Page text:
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Cruising: Old Sailors Never Die

The author as a much younger man contemplating the latest boat project

The author as a much younger man contemplating the latest boat project

“Old sailors never die, they just get a little dinghy.” It may be a hoary old joke, but one of my problems at age 79 is I can no longer get easily in and out of a little dinghy, and neither can my (several years younger than me) wife. For this, and various other reasons I will list in excruciating detail below, a few years ago we finally sold Dolphin Spirit, our lovely, cutter rigged, Mason 53.

I had owned her since 1992, and she had taken my wife, son and me around the world safely, comfortably and serenely, in the face of my many mistakes and general ineptitude. How many of us have friends, family or even spouses who can suffer such indignities and still stay silent and forgiving?

To be clear, I am a cruising sailor, not a racing sailor. I do not tack more than once a day, and then only after hours of contemplation. Having said that, many years ago, I loaded Dolphin Spirit up with 15 people (just two of whom had actually sailed before) and more snacks and drinks than should be legal, and we finished third in our division in the Newport-to-Ensenada race. The next year we bettered our previous time by more than six hours and did not place—as good a reason as any to never race again.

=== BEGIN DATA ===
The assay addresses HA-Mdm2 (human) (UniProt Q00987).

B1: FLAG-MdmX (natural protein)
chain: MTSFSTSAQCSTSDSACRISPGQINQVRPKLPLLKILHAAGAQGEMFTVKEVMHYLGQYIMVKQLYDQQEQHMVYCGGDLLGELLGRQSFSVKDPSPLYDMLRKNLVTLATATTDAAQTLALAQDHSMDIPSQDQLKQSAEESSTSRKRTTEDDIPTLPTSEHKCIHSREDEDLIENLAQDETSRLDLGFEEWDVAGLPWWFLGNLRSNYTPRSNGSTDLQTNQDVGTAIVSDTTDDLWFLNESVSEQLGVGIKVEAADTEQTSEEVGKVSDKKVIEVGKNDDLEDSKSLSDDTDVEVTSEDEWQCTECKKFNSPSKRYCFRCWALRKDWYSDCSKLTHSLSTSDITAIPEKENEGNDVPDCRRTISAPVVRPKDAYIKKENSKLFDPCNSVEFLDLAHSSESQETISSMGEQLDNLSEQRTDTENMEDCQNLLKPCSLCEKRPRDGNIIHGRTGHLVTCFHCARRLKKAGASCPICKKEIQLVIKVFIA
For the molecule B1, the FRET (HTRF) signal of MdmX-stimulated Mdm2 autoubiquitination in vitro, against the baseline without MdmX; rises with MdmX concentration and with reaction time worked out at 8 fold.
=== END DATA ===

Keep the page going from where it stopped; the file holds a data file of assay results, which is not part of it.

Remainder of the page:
During our six-and-a-half-year circumnavigation, I did all the maintenance and fixed everything that broke. To do that, I carried an extensive inventory of spare parts, with tools and operating manuals for almost everything. However, all that would have been useless without some flexibility—mine!

I found early on that many absolutely essential maintenance tasks can be carried out only by a contortionist who has the ability to ignore pain. There has to be a special place in hell for those designers who know jobs like changing the raw water impeller, replacing the drive belts and changing fuel filters have to be regularly done, but still place these items at the extreme limits of human reach.

This was no problem for the younger, more flexible me. To check the gearbox oil level, I could slide feet first under the sole, twist and bend double to essentially touch my toes and then hold that position for as long as necessary. Today, sliding in feet first is still not a problem, but pretty much everything else is.